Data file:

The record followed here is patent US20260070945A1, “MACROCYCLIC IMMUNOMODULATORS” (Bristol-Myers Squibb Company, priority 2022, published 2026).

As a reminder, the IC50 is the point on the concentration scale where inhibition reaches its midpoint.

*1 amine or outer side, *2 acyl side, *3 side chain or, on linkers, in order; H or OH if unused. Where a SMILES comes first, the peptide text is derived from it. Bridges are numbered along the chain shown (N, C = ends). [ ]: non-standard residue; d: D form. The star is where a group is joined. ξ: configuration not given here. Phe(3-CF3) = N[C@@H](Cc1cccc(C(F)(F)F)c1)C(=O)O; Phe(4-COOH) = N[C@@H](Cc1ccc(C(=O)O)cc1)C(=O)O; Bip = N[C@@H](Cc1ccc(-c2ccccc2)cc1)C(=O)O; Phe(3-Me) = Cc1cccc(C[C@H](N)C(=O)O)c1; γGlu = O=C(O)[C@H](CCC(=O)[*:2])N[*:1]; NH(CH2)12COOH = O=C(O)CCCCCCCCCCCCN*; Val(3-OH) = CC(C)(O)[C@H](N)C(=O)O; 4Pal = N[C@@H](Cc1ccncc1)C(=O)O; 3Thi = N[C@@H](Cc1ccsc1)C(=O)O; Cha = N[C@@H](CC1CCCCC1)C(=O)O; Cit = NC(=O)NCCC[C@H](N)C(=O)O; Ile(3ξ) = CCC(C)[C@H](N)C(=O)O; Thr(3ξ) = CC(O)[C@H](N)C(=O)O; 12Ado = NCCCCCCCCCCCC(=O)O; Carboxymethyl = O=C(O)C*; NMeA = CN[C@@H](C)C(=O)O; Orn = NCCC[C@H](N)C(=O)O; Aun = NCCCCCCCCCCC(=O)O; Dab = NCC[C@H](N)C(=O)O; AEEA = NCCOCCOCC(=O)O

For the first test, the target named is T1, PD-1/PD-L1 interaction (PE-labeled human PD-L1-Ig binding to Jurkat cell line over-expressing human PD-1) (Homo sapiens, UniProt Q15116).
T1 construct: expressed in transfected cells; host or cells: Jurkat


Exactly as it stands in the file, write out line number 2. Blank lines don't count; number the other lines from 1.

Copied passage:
As a reminder, the IC50 is the point on the concentration scale where inhibition reaches its midpoint.